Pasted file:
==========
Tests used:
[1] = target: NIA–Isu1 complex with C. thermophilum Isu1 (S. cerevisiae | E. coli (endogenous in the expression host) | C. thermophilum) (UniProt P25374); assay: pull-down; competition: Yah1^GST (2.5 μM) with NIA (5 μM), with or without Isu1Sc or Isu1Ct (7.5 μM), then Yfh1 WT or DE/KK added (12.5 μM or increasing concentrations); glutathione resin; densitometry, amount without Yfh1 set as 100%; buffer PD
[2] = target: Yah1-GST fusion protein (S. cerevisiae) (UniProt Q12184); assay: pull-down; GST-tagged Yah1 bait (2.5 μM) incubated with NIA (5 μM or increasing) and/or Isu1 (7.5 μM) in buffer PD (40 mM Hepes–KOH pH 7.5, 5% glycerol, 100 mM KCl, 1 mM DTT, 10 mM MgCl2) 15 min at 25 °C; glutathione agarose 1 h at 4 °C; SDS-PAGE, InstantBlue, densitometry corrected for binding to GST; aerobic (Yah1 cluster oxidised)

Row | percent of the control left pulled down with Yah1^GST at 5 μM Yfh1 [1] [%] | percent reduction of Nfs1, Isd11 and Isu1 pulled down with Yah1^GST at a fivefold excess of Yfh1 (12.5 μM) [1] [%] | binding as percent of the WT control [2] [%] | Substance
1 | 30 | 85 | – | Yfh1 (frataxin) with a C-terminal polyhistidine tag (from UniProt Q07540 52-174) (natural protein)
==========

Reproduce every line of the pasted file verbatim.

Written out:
Tests used:
[1] = target: NIA–Isu1 complex with C. thermophilum Isu1 (S. cerevisiae | E. coli (endogenous in the expression host) | C. thermophilum) (UniProt P25374); assay: pull-down; competition: Yah1^GST (2.5 μM) with NIA (5 μM), with or without Isu1Sc or Isu1Ct (7.5 μM), then Yfh1 WT or DE/KK added (12.5 μM or increasing concentrations); glutathione resin; densitometry, amount without Yfh1 set as 100%; buffer PD
[2] = target: Yah1-GST fusion protein (S. cerevisiae) (UniProt Q12184); assay: pull-down; GST-tagged Yah1 bait (2.5 μM) incubated with NIA (5 μM or increasing) and/or Isu1 (7.5 μM) in buffer PD (40 mM Hepes–KOH pH 7.5, 5% glycerol, 100 mM KCl, 1 mM DTT, 10 mM MgCl2) 15 min at 25 °C; glutathione agarose 1 h at 4 °C; SDS-PAGE, InstantBlue, densitometry corrected for binding to GST; aerobic (Yah1 cluster oxidised)

Row | percent of the control left pulled down with Yah1^GST at 5 μM Yfh1 [1] [%] | percent reduction of Nfs1, Isd11 and Isu1 pulled down with Yah1^GST at a fivefold excess of Yfh1 (12.5 μM) [1] [%] | binding as percent of the WT control [2] [%] | Substance
1 | 30 | 85 | – | Yfh1 (frataxin) with a C-terminal polyhistidine tag (from UniProt Q07540 52-174) (natural protein)